As protests (e.g., Berkeley, Seattle) became violent, it was the lawyers and the courts that provided the alternative: a reasoned, resolute process consistent with our democratic institutions.

And the public understood. One Internet meme urged, “Hug a lawyer today; they’re the first responders.” Videos showed airport crowds chanting, “Thank you, lawyers”—an unprecedented departure from the public’s stare decisis. I wasn’t at any airport. But at my annual physical evaluation a few days later, the physician’s assistants could hardly stop thanking me for what “all the lawyers” were doing, just because I was associated with them. Wow.

It’s often repeated that few people fully value legal representation until their own rights hang in the balance. That saying is validated by the times we live in and the stakes on all sides—including national security and basic human rights.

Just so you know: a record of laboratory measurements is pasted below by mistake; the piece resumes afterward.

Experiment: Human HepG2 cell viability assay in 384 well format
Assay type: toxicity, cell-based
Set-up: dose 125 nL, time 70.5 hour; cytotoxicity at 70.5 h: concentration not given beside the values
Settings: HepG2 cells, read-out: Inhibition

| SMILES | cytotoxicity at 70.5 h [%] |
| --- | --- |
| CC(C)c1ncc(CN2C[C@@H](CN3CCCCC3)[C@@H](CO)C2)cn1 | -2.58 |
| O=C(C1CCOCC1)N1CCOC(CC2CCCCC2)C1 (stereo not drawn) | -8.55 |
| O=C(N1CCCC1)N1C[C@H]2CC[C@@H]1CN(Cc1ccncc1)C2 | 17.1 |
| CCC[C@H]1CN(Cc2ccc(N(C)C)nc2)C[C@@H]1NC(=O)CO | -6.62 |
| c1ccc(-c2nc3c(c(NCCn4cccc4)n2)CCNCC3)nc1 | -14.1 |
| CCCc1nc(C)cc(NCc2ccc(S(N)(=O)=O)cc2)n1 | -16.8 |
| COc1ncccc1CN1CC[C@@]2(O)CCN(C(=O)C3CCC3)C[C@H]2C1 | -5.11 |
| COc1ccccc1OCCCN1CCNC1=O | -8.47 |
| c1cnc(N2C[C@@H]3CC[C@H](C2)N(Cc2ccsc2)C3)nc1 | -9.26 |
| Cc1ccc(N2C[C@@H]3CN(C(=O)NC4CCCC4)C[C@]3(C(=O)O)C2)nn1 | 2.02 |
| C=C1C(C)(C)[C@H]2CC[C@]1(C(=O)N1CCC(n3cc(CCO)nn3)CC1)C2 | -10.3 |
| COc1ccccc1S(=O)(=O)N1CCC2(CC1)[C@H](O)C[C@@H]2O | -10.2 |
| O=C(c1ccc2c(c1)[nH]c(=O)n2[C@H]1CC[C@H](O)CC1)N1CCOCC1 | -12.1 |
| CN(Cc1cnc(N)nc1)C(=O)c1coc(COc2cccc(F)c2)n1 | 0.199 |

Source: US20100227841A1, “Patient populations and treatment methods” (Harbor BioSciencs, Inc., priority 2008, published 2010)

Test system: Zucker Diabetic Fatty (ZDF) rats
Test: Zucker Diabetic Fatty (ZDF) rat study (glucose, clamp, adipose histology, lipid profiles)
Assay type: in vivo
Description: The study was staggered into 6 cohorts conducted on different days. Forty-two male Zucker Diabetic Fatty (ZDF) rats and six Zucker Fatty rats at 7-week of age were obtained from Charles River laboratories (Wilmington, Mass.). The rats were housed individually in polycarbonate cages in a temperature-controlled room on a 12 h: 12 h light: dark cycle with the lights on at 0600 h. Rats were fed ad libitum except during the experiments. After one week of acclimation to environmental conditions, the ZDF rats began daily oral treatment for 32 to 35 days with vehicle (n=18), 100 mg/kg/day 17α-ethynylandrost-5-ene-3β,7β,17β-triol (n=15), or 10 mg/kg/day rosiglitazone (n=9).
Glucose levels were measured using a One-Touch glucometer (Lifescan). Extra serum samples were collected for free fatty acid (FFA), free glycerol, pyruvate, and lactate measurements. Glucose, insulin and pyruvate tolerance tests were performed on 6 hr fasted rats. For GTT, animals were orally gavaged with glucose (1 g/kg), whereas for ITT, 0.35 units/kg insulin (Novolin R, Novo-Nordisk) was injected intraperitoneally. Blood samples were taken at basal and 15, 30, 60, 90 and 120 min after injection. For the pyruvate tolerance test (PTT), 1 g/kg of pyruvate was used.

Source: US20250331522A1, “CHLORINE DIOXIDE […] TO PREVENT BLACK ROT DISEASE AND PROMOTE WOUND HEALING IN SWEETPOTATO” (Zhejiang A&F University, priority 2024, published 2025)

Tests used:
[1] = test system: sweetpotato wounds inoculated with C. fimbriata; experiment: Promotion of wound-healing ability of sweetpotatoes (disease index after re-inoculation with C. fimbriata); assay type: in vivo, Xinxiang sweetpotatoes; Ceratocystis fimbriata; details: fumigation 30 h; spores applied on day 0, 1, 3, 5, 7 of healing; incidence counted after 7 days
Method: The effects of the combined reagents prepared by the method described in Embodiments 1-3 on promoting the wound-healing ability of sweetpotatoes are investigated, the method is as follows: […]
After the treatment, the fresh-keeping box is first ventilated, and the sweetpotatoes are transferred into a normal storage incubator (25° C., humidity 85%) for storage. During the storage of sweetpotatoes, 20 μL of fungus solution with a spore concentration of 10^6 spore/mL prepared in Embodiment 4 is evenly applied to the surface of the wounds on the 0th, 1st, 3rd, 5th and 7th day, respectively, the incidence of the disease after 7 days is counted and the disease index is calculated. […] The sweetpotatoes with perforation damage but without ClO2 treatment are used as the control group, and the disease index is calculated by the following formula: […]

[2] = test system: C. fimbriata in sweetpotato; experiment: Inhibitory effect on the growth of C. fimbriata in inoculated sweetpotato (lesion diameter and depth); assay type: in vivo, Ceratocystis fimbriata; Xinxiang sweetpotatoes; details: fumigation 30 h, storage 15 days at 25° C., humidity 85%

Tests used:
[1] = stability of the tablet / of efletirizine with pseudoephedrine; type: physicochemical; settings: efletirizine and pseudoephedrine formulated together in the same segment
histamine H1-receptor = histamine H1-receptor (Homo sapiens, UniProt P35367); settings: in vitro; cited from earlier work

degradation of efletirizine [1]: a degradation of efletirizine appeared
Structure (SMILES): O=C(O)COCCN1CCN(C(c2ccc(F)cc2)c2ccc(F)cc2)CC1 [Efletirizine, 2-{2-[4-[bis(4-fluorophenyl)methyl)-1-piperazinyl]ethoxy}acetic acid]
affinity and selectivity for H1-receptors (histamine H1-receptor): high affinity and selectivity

Five Steps to Sustained Popularity

Our profession now has the opportunity to live up to our promise. If we follow five nonpartisan principles, we can justify, and perhaps even sustain, this evanescent popularity.

Uncompromising support for the rule of law. America is, at first principles, a nation of laws, not men. This is the bedrock of our democratic model. It is what we must live up to every day.

These moments brings the sharpest inflection in governing institutions in our lifetimes. That’s why lawyers must stand strong. As ABA President Linda Klein told the ABA’s 2017 Midyear Meeting, our mission is “To hold power accountable. To insist on fundamental respect for our laws and the people they protect. . . . We protect the rule of law. We defend the Constitution. We are lawyers. We took an oath and these are our values. We will never give in. Never, never, never, never.”